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The Religious Affiliation of
a Signer of the U.S. Constitution
Charles Pinckney is regarded as one of the Founding Fathers of the United States of America. He was one of the signers of the Constitution of the United States of America. He was a delegate from South Carolina.
Charles Pinckney was an Episcopalian.
He was identified as an Episcopalian by: the Library of Congress and A Worthy Company: Brief Lives of the Framers of the United States Constitution by M. E. Bradford. (Source: Ian Dorion, "Table of the Religious Affiliations of American Founders", 1997).
From: Robert G. Ferris (editor), Signers of the Constitution: Historic Places Commemorating the Signing of the Constitution, published by the United States Department of the Interior, National Park Service: Washington, D.C. (revised edition 1976), pages 202-204:
Only 29 years old in 1787, Pinckney was one of the youngest and most able delegates at Philadelphia [at the Constitutional Convention]... He governed South Carolina for four terms and also served as U.S. Senator and Representative, as well as Minister to Spain.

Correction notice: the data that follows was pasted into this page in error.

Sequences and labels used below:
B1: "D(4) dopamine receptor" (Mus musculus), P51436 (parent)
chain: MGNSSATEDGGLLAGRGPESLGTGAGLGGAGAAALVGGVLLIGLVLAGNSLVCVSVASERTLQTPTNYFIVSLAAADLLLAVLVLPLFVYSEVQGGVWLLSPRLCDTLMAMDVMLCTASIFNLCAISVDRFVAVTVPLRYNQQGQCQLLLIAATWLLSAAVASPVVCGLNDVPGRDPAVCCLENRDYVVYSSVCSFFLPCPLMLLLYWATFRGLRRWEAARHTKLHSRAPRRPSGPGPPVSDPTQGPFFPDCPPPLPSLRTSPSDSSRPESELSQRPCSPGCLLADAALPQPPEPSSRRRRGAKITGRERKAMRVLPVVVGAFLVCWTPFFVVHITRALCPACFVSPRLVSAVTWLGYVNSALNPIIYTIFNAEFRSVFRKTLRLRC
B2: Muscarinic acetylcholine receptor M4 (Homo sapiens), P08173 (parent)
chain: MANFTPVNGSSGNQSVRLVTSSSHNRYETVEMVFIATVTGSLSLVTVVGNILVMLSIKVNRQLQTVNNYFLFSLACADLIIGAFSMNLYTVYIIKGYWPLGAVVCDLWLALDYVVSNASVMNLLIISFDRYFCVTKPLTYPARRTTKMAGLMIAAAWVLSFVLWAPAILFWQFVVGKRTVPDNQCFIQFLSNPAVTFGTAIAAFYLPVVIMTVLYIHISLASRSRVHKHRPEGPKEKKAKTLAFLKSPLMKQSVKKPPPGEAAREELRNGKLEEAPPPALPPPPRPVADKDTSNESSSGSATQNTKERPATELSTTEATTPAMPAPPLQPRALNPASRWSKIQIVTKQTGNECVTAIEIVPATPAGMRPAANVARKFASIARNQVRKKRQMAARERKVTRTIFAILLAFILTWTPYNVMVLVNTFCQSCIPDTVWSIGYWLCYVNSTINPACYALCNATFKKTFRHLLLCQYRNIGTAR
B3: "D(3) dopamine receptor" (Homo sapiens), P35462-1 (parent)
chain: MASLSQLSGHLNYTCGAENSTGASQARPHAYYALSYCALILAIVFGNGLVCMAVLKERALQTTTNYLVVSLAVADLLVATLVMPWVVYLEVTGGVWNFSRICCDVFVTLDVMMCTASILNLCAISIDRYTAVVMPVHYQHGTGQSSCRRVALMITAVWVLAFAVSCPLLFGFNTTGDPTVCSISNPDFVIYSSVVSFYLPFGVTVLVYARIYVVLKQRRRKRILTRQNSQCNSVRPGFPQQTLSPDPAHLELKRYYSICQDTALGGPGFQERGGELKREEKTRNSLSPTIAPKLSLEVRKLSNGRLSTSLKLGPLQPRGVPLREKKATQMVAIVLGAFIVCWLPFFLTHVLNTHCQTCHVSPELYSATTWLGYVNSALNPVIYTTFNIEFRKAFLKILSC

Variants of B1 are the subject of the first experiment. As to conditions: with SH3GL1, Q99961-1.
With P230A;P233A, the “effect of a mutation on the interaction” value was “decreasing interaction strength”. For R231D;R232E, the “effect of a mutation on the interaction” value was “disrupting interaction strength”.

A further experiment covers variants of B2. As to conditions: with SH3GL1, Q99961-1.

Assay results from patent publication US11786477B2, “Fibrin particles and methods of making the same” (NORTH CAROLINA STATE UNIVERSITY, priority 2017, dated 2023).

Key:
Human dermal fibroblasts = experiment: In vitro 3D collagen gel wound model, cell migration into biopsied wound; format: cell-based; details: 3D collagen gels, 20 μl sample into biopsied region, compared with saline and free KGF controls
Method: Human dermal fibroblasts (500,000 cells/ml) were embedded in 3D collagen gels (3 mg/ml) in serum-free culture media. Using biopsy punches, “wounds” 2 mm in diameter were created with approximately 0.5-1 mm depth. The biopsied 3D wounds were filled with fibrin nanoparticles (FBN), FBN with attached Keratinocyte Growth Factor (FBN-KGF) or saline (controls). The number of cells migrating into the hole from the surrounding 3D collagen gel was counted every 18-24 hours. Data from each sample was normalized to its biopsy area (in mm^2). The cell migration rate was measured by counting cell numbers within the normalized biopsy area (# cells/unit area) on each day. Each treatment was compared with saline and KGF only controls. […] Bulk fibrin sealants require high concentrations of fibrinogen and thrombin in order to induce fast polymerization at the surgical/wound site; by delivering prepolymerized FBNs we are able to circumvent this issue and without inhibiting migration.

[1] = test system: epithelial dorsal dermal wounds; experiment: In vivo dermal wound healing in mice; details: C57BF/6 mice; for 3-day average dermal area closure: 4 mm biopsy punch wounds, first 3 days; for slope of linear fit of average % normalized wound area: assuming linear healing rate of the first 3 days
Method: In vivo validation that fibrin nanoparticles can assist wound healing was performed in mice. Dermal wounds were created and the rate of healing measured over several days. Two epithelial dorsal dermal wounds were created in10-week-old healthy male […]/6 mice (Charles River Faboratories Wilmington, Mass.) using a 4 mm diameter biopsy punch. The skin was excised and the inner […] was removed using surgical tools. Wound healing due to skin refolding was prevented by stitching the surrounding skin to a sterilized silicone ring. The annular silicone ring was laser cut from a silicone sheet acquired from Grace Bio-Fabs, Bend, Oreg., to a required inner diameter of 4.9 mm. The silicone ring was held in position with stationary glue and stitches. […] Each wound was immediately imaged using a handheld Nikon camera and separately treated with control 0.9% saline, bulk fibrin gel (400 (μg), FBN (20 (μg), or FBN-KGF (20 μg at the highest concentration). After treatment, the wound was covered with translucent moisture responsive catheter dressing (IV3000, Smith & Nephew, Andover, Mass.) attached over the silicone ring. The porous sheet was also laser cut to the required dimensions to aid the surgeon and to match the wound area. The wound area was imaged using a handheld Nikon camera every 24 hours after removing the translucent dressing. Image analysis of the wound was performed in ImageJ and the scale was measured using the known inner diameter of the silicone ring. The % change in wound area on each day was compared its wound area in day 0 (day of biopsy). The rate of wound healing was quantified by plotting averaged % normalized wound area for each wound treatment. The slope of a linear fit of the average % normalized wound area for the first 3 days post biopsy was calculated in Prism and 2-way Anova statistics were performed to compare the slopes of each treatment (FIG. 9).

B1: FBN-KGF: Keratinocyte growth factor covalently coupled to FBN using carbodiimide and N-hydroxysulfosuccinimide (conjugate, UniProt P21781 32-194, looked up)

Charles Pinckney, the second cousin of fellow-signer Charles Cotesworth Pinckney, was born at Charleston, S.C., in 1757.
...He died in 1824, just 3 days after his 67th birthday. He was laid to rst in Charleston at S. Philip's Episcopal Churchyard.
Charles Pinckney should not be confused with his similarly-named relative Charles Cotesworth Pinckney (or Charles C. Pinckney), who was also a signer of the U.S. Constitution.
Note that numerous sources and authoritative references have been consulted in order to ascertain the religious affiliation of the American Founding Fathers. Note that the excerpts and references mentioned on this page are not the only references used in order to identify this person's religious affiliation.
Portrait: from Robert G. Ferris (editor), Signers of the Constitution: Historic Places Commemorating the Signing of the Constitution, published by the United States Department of the Interior, National Park Service: Washington, D.C. (revised edition 1976).
Webpage created 19 November 2005. Last modified 20 November 2005.
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